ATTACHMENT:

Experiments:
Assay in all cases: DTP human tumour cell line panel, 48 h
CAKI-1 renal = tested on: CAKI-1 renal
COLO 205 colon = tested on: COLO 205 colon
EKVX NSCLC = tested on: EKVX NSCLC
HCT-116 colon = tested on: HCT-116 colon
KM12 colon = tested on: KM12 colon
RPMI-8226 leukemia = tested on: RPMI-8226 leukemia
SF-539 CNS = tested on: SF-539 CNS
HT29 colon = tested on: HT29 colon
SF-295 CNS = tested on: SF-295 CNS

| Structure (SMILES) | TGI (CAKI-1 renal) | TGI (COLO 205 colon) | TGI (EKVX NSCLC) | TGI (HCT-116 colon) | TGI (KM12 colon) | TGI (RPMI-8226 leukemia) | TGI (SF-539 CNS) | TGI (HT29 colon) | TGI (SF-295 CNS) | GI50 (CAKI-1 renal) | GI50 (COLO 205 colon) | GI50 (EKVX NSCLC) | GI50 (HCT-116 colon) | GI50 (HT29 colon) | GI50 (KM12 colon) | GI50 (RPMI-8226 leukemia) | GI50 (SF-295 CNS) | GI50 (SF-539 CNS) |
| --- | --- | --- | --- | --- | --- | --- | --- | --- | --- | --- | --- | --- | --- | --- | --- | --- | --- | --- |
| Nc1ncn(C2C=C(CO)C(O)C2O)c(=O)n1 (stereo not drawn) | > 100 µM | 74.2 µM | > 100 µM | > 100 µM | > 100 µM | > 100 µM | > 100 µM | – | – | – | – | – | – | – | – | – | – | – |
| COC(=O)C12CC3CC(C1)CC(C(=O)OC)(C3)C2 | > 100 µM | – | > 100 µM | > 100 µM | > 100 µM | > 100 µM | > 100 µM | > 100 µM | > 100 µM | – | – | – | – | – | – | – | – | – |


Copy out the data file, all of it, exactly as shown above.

Experiments:
Assay in all cases: DTP human tumour cell line panel, 48 h
CAKI-1 renal = tested on: CAKI-1 renal
COLO 205 colon = tested on: COLO 205 colon
EKVX NSCLC = tested on: EKVX NSCLC
HCT-116 colon = tested on: HCT-116 colon
KM12 colon = tested on: KM12 colon
RPMI-8226 leukemia = tested on: RPMI-8226 leukemia
SF-539 CNS = tested on: SF-539 CNS
HT29 colon = tested on: HT29 colon
SF-295 CNS = tested on: SF-295 CNS

| Structure (SMILES) | TGI (CAKI-1 renal) | TGI (COLO 205 colon) | TGI (EKVX NSCLC) | TGI (HCT-116 colon) | TGI (KM12 colon) | TGI (RPMI-8226 leukemia) | TGI (SF-539 CNS) | TGI (HT29 colon) | TGI (SF-295 CNS) | GI50 (CAKI-1 renal) | GI50 (COLO 205 colon) | GI50 (EKVX NSCLC) | GI50 (HCT-116 colon) | GI50 (HT29 colon) | GI50 (KM12 colon) | GI50 (RPMI-8226 leukemia) | GI50 (SF-295 CNS) | GI50 (SF-539 CNS) |
| --- | --- | --- | --- | --- | --- | --- | --- | --- | --- | --- | --- | --- | --- | --- | --- | --- | --- | --- |
| Nc1ncn(C2C=C(CO)C(O)C2O)c(=O)n1 (stereo not drawn) | > 100 µM | 74.2 µM | > 100 µM | > 100 µM | > 100 µM | > 100 µM | > 100 µM | – | – | – | – | – | – | – | – | – | – | – |
| COC(=O)C12CC3CC(C1)CC(C(=O)OC)(C3)C2 | > 100 µM | – | > 100 µM | > 100 µM | > 100 µM | > 100 µM | > 100 µM | > 100 µM | > 100 µM | – | – | – | – | – | – | – | – | – |